• On February 28, 2017, WZZY in Winchester, Indiana was also hacked, when hackers accessed the station's SAGE ENDEC EAS equipment and played the same "zombies and dead bodies" audio from the February 11, 2013 incidents (likely meaning WZZY had the same EAS equipment affecting the 2013 stations, and had failed to change the password on the equipment or secured it). The incident prompted a public response from the Randolph County Sheriff's Department clarifying that the station's "alerting equipment had been hacked" and there was no actual emergency.[52][53]

Testing errors

  • On October 19, 2008, KWVE-FM in San Clemente, California was scheduled to conduct a Required Weekly Test. However, it conducted a Required Monthly Test by mistake, causing all stations and cable systems in the immediate area to relay the test. In addition, the operator aborted the test midway through, leading the station to fail to broadcast the SAME EOM burst to end the test, causing all area outlets to broadcast KWVE-FM's programming until those stations took their equipment offline.[54] On September 15, 2009, the Federal Communications Commission fined its licensee, Calvary Chapel Costa Mesa, $5,000 for the botched EAS test. After the fine was levied, various state broadcast associations in the United States submitted joint letters to the FCC, protesting against the fine, saying that the FCC could have handled the matter better.[55] On November 13, 2009, the FCC rescinded its fine against KWVE-FM, but had still admonished the station for broadcasting an unauthorized RMT, as well as omitting the code to end the test.[56]
  • In late September 2017, a technical glitch in another scheduled test by KWVE caused the end-of-message tone to be excluded, causing regional participants (particularly Charter and Cox Cable systems in Orange County) to accidentally relay portions of Chuck Swindoll's Insight for Living radio program being broadcast by the station. In the audio relayed, Swindoll was heard quoting 2 Timothy 3:1 from the Bible, stating that "extremely violent times will come", which led to viewers initially speculating that it was a hack.[57][58][59]

False alarms

  • On February 1, 2005, the EAS was used to mistakenly issue an "immediate evacuation order for all of Connecticut", which contained no specific information on why it had been issued. The message was broadcast due to operator error while conducting an unannounced, but scheduled statewide test. A study conducted following the incident reported that at least 11% of residents actually saw the warning live, and that 63% of those surveyed were "a little or not at all concerned"--citing a suspicious lack of detail in the message, which a legitimate alert would include. Only 1% of those surveyed actually attempted to leave the state. Connecticut State Police did not receive any calls related to the incident.[60][61][62]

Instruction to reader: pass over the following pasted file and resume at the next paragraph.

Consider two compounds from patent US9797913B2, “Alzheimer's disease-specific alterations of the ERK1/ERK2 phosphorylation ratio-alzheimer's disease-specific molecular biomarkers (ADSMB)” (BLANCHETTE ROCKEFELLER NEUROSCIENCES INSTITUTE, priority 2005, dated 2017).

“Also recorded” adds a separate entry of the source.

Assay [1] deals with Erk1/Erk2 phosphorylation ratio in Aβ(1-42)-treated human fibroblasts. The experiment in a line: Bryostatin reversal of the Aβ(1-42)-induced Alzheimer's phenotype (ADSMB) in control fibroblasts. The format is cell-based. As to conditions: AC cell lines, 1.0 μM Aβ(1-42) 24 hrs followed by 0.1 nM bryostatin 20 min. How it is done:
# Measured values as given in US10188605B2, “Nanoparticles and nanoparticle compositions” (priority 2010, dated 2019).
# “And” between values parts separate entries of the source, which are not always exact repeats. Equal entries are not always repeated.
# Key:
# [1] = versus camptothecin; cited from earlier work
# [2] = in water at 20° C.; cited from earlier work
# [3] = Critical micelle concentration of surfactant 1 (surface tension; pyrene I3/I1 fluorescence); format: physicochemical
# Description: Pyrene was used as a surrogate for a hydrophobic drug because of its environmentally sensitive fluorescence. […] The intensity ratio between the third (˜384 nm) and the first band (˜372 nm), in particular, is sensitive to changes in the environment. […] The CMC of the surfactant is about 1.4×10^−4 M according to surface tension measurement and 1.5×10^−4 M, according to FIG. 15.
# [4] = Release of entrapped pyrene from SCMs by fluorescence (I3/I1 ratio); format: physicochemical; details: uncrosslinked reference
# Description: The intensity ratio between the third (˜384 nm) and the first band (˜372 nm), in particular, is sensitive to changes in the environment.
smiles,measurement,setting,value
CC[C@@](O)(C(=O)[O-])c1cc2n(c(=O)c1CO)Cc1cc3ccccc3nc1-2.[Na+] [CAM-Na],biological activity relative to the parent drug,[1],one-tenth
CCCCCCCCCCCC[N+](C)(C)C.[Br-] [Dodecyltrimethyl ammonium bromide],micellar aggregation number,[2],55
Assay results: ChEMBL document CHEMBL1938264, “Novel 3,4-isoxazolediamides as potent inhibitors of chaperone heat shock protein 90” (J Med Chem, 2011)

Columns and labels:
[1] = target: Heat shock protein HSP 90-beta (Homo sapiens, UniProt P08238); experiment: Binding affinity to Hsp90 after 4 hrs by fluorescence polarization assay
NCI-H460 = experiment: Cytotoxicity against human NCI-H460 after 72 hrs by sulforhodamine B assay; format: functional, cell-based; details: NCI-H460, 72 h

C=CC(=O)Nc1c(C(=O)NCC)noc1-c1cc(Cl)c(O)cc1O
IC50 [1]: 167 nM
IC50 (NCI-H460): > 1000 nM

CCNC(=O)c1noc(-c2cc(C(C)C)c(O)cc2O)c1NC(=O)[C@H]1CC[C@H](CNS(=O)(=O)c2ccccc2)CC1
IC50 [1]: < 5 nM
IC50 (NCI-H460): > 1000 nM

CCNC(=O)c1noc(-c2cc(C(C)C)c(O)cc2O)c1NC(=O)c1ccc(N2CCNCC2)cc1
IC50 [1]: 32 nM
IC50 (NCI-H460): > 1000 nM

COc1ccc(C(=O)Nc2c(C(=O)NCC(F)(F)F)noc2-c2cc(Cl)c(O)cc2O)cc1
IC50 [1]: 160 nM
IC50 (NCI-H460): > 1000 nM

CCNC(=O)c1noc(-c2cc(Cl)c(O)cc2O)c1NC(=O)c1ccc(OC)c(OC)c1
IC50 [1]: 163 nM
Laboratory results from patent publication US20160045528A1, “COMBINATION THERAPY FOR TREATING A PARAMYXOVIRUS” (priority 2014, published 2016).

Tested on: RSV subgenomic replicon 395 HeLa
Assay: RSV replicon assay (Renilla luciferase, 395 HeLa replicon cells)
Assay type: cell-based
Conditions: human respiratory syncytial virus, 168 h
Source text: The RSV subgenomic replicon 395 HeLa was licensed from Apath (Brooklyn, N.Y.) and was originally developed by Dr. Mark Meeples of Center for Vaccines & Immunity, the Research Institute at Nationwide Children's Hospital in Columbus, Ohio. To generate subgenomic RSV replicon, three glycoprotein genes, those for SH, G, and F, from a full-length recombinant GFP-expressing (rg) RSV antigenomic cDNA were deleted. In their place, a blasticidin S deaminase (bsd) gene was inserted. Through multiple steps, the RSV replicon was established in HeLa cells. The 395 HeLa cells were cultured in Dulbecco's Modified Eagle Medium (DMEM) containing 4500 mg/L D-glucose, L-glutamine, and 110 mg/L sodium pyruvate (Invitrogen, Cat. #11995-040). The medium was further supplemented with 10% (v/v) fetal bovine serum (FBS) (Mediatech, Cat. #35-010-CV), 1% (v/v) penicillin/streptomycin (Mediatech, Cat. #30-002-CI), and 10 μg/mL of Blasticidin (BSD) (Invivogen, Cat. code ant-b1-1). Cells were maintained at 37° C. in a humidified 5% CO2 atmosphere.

• On June 26, 2007 at 7:35 a.m. CDT, an Emergency Action Notification was accidentally issued in the state of Illinois; a new satellite receiver for EAS was being installed at the state's EOC, but a contractor incorrectly left the receiver connected and wired to the state's system before final internal testing of the new delivery path had been completed. The alert was followed by dead air, and then audio from designated station 720 WGN in Chicago being simulcast across almost every television and radio station in the Chicago area and throughout much of Illinois. A confused Spike O'Dell, host of the station's morning show at the time, was heard on-air wondering "what that beeping was all about".[63][64]
  • On May 20, 2010, NOAA All-Hazards and CSEPP tone alert radios in the Hermiston, Oregon area, near the Umatilla Chemical Depot, were activated with an EAS alert shortly after 5 p.m. The message transmitted was for a severe thunderstorm warning, issued by the National Weather Service in Pendleton, but the transmission broadcast instead was a long period of silence, followed by a few words in Spanish. Umatilla County Emergency Management has stressed there was no emergency at the depot.[65]
  • On September 3, 2016, television viewers in Suffolk County, New York saw a notification erroneously calling for an evacuation of the entire county.[66] The message was intended to announce a voluntary evacuation order for Fire Island, a barrier beach community threatened by Tropical Storm Hermine. Instead, what showed up on television screens at 7:40 p.m. on read, "Civil Authorities have issued an Evacuation Immediate for the following New York counties: Suffolk. Effective until September 04-07:10 AM EDT. This is an emergency message from." It ended there. According to Newsday, a spokeswoman for the Federal Emergency Management Agency said its officials are investigating why the message, sent by Suffolk County Fire, Rescue and Emergency Services (FRES), was shortened. About 10 to 15 minutes after the first message, the original warning reappeared with the new message -- "UPDATED Message -- Voluntary evacuation of Fire Island ONLY by 1 pm Saturday 9/4/16" -- tacked onto the end. Greg Miniutti, chief of communication for FRES, stated that the dispatch supervisor who sends the alert typed in the message correctly through the county's Code Red system. FEMA spokeswoman Lauren Lefebvre said the original message that appeared on television is generated automatically by the computer system. The agency is investigating why the rest of the county's message wasn't broadcast. The error generated a flood of 911 calls.[66]